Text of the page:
Riesling Alcohol Content: Is Riesling Wine Typically Sweet?

Riesling Alcohol Content: Is Riesling Wine Typically Sweet?

McKenzie Hagan |

When you think of German alcoholic beverages, chances are beer is what first comes to mind. After all, Germany is the birthplace of Oktoberfest. But as a wine enthusiast, you also know that Riesling wine earns a top spot among the greatest contributions from the land of brats and brews. This fragrant and fruity German wine has been around for centuries (since about 1435) and it continues to be a worldwide favorite for just about any occasion. 

In this guide, we'll share the essential details about Riesling, including where it's grown and how it's made. You'll also get some top tips on how to make the most of your next glass, from ideal serving temperature and food pairings to the type of glass you may want to choose.

What Is Riesling Wine?

Riesling is a white grape variety originally from the Rhine River region of Germany. An aromatic varietal beloved for its floral, sometimes perfume-like fragrance, Riesling is also known for its high acidity and fruity flavors that range from stone fruit (think apricot, peach, or nectarine) to citrus.

Oddly enough, some older Riesling wines can smell a bit like gasoline due to a compound known as TDN, which results from prolonged sun exposure and water stress. That might sound like a major turnoff. (A glass o' gas? Hard pass.) But some wine connoisseurs consider it a sign of quality.

Considering its origins, it's no surprise that German Riesling is the most well-known version — it's primarily grown in the country's Rheingau, Mosel, Nahe, and Pfalz wine regions. However, this beloved white wine grape has also found a home around the globe.

Old World regions where Riesling is cultivated include Austria, France (Alsace, in particular), Hungary, Czech Republic, and Switzerland. New World regions span Australia (especially Eden Valley and Clare Valley), New Zealand, and the United States, including Oregon, California, New York (particularly the Finger Lakes region), and Washington State's Columbia Valley.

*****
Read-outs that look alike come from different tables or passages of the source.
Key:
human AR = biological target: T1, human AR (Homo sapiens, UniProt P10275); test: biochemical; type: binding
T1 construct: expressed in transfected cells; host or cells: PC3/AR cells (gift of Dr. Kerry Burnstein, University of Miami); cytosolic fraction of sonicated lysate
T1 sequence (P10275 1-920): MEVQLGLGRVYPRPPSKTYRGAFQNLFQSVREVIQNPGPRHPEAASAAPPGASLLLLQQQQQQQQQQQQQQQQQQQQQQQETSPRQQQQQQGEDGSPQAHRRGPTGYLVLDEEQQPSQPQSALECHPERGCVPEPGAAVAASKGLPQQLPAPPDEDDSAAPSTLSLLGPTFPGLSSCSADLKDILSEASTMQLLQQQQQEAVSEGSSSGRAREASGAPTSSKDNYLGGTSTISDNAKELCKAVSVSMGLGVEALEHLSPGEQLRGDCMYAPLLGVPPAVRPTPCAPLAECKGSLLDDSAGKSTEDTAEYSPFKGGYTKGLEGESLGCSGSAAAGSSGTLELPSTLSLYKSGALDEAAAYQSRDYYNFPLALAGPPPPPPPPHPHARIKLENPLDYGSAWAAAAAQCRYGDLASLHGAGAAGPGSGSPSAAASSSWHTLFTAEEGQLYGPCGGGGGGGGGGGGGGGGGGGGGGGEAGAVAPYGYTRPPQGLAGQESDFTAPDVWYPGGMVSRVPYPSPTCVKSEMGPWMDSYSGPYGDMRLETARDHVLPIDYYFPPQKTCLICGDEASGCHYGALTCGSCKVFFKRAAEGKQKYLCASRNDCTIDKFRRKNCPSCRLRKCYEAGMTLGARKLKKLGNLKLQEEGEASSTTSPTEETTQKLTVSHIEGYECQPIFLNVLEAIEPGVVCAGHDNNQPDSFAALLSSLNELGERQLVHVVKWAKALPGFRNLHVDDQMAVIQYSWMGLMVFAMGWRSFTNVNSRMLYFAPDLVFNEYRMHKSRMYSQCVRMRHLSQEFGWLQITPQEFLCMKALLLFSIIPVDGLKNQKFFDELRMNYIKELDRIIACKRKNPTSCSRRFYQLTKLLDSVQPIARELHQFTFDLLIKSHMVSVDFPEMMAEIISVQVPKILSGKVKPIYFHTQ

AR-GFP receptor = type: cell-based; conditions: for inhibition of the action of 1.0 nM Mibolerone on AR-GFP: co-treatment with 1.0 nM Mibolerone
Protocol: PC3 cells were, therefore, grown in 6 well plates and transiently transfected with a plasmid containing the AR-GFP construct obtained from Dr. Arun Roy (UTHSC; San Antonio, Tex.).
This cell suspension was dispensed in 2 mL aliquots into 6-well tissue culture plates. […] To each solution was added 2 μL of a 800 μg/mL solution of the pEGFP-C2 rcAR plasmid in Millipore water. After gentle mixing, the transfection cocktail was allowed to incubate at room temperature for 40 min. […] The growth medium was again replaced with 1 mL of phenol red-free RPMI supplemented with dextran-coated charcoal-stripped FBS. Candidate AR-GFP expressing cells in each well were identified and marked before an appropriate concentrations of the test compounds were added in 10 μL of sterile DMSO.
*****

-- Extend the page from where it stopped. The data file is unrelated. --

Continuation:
In general, Riesling comes in at about 12% alcohol by volume (ABV), which is in line with the standard serving of wine per U.S. guidelines. That said, as with many other types of wines, climate plays a role in the alcohol content. As such, Riesling wine from a cool climate like Germany will have lower alcohol content than Riesling from a warm climate such as California.

How Is Riesling Wine Made?

Riesling Wine: Usual Riesling wine bottles on ice

Depending on the winemaker, Riesling grapes can be used to make everything from bone-dry to cloyingly sweet dessert wines and sparkling wines. But unlike other white wines like Chardonnay, Riesling is almost never oaked.

As with all winemaking, the process for making Riesling wine starts in the vineyard with the grapes harvested, pressed, and fermented. If the vintner interrupts the fermentation process before it's finished, there will be more residual sugar, resulting in a sweeter wine. In the case of Eiswein (ice wine), the grapes are frozen on the vine, then pressed. If the winemaker allows fermentation to finish, it will be a drier wine with lower sugar content. 

And, if carbon dioxide is added, the result is an effervescent Riesling that could make a nice alternative to Champagne. (While we're on the subject, we'd be remiss not to mention Usual Wines sparkling Brut, a delightfully dry and refreshing bubbly bursting with notes of lemon, elderflower, and bergamot.)

Here a few terms you may come across when looking at different types of Riesling wines:

  • Trocken: Dry wine with 9 grams of residual sugar or less per liter — Kabinett is an example of this light style with no sugar added
  • Halbtrocken: Half-dry or slightly sweet Riesling with 12-15 grams of sugar per liter 
  • Lieblich: Sweeter wine with up to 45 grams of residual sugar per liter
  • Süss: A sweet wine with more than 45 grams of sugar per liter. Examples include late-harvest Rieslings (such as Spätlese and Beerenauslese) and Auslese and Trockenbeerenauslese, which are ultra-sweet noble rot wines.